Norwich boss Chris Hughton is adamant there will be no psychological hangover when his side face Aston Villa in a crunch relegation clash next weekend.
Following Saturday's 1-0 defeat at Stoke, and with the club hovering six points above the Barclays Premier League relegation zone, Hughton concedes this is "a nervy time" for the Canaries.
Since mid-December City have won just two league games, and with only one win in their last eight, they are displaying relegation form.
In fact, you could arguably trace City's demise back to a 4-1 Capital One Cup loss to Villa at Carrow Road in December that ended a 10-game run without defeat as the club were flying high at that time.
Hughton, however, is adamant that match will not play any part in the equation for Saturday's return visit of Villa and former Norwich boss Paul Lambert.
"It's a massive game for us because of the fact we are playing a team around us, so there is a little more significance in the game," said Hughton.
"As for the game back in December, I don't think it has any bearing on the one coming up.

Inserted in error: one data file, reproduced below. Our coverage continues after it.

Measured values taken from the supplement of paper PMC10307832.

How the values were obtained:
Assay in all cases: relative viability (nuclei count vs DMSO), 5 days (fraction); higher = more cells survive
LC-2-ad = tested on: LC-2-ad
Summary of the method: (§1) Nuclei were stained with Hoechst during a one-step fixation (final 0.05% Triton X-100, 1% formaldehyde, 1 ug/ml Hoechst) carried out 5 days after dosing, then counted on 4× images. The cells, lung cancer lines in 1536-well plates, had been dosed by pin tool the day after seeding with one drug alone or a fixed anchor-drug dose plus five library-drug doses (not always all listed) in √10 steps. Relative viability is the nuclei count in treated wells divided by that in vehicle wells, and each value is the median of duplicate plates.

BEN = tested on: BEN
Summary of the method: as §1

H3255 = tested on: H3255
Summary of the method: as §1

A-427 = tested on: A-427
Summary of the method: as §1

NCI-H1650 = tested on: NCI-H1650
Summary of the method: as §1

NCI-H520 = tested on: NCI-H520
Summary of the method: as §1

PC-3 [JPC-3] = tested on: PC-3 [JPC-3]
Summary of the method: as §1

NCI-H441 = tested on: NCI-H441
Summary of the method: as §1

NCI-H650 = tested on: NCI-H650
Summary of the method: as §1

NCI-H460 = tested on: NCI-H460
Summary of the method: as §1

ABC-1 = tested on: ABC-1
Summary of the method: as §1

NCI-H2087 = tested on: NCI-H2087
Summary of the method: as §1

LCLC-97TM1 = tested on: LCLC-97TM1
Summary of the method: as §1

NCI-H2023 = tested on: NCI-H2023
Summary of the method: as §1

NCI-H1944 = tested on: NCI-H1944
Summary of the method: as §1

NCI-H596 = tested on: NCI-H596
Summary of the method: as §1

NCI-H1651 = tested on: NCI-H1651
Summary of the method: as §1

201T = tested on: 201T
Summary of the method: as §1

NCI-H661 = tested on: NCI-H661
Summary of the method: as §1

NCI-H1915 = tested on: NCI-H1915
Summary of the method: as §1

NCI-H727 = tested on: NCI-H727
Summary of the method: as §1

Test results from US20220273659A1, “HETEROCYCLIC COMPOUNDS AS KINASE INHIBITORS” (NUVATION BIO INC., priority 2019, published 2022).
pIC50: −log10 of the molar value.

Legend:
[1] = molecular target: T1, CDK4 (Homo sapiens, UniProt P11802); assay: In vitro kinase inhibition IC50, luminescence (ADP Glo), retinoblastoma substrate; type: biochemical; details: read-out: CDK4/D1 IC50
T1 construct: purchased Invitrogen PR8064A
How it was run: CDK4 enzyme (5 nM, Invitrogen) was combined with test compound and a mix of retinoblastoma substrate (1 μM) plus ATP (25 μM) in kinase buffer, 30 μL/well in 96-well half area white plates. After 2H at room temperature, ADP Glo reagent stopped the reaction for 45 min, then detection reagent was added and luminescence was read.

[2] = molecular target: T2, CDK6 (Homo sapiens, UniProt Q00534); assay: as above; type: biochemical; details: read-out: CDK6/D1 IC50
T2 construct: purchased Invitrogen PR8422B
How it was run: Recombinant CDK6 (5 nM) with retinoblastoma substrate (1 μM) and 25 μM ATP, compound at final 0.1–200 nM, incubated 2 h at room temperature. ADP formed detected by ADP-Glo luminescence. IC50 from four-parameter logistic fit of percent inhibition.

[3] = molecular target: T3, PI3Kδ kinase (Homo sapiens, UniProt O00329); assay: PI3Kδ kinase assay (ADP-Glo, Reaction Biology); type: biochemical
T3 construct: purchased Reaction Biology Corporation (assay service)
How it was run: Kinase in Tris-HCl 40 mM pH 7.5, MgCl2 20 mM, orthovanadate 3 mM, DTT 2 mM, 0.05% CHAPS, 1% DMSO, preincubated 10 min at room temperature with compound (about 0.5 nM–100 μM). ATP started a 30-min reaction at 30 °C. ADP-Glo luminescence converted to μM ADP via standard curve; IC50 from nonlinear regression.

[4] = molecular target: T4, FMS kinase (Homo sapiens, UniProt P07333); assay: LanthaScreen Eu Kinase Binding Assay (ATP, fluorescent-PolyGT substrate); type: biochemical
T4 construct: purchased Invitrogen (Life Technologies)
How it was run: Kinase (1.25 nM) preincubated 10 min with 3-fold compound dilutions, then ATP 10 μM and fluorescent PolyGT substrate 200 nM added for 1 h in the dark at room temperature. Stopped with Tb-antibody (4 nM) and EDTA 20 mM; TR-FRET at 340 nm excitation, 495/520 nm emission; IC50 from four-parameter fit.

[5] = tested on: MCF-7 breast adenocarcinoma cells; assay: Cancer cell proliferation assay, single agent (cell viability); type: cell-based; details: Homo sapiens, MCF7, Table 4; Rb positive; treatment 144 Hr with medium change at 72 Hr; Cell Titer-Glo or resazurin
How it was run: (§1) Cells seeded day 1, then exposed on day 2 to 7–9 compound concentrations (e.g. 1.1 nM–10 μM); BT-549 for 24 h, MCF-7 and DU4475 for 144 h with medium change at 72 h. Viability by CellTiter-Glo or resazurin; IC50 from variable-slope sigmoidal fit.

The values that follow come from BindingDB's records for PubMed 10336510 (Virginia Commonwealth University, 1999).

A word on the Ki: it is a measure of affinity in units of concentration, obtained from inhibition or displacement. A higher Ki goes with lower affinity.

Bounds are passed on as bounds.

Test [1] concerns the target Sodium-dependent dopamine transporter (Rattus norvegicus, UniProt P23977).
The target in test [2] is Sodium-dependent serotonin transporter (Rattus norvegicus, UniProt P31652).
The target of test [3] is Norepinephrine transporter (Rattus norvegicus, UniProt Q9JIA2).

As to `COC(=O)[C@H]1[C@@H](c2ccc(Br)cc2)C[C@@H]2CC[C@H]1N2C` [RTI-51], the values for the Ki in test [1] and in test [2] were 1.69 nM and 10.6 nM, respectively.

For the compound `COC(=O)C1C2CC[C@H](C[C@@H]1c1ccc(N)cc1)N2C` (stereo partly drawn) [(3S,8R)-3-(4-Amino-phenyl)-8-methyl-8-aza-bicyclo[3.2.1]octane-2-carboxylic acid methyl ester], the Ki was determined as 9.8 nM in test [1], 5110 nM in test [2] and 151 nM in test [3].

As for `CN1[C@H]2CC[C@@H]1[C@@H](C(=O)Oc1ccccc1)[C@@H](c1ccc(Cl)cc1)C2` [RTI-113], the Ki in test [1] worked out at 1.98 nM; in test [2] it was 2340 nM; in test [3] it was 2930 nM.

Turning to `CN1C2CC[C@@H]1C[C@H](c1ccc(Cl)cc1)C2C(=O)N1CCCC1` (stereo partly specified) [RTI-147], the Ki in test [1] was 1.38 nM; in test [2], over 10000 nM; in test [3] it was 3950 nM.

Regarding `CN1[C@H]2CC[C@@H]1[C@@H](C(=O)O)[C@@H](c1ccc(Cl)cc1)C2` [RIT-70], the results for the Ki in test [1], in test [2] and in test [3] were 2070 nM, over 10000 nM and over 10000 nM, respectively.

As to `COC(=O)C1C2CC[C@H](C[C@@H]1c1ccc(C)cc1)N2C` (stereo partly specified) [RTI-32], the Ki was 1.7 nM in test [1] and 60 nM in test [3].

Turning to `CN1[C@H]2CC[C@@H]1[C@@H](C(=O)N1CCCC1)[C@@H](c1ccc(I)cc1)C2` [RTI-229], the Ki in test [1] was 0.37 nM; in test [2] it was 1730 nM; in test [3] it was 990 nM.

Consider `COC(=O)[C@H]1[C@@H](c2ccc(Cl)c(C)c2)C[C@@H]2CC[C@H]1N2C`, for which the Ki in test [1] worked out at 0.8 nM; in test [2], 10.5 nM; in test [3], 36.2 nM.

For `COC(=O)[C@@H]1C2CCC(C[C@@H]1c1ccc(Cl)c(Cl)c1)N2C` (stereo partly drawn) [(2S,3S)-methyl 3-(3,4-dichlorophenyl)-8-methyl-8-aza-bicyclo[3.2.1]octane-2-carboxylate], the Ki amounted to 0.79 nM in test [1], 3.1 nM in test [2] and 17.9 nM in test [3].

"You might have seen the away game (a 1-1 draw at Villa in October). I don't think there is anybody who saw that who didn't think we were the better team on that day, so the cup game is irrelevent.
"Regardless, it's a tough game at this stage of the season whoever it is against."
Hughton, though, will surely be concerned with what was a toothless performance against Stoke as not once did they test goalkeeper Asmir Begovic.
In a game lacking any real quality, Stoke produced the only moment that mattered 50 seconds after the restart with a typical route-one goal.
From defender Robert Huth's long ball, striker Peter Crouch nodded it on into the area where Charlie Adam stabbed home his first goal for five months from seven yards.
Crouch should have made the victory more emphatic, but embarrassingly missed two sitters, the first of which was from four yards in front of an open goal.
Knowing his side are far from safe, Hughton added: "There's some work still to do.
"We've still two home games coming up, which is a plus for us, and it still in our own hands.
"Yes, it's a nervy time for everybody, which is normal.
"Until you are confident you are clear of trouble it's always a bit nervy, a bit apprehensive for everybody.
"We simply have to make sure we do enough in our two home games in particular to get us over the line."